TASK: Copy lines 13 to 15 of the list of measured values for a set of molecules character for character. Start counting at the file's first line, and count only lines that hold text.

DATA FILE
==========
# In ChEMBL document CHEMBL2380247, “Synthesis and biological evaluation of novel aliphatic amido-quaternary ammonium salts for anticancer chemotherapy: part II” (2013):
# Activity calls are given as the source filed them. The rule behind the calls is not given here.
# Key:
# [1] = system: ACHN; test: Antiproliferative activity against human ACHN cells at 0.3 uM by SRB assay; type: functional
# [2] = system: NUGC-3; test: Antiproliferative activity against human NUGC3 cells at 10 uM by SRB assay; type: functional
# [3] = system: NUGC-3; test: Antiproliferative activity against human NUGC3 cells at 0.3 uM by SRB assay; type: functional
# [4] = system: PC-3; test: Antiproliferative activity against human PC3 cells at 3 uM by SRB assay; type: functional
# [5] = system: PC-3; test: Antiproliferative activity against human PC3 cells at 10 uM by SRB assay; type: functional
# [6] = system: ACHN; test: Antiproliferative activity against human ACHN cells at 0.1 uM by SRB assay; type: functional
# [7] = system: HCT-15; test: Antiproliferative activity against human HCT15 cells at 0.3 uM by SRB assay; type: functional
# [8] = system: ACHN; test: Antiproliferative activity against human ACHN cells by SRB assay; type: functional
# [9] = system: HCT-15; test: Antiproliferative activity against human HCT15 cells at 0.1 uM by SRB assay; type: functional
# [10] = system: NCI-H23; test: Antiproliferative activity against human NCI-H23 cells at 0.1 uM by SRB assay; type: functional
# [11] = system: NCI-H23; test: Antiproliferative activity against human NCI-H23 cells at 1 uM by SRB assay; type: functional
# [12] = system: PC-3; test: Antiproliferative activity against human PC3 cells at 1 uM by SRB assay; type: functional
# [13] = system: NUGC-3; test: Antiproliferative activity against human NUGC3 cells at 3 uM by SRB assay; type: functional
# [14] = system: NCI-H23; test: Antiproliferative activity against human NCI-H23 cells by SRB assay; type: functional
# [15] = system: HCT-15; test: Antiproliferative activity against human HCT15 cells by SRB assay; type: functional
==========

# [10] = system: NCI-H23; test: Antiproliferative activity against human NCI-H23 cells at 0.1 uM by SRB assay; type: functional
# [11] = system: NCI-H23; test: Antiproliferative activity against human NCI-H23 cells at 1 uM by SRB assay; type: functional
# [12] = system: PC-3; test: Antiproliferative activity against human PC3 cells at 1 uM by SRB assay; type: functional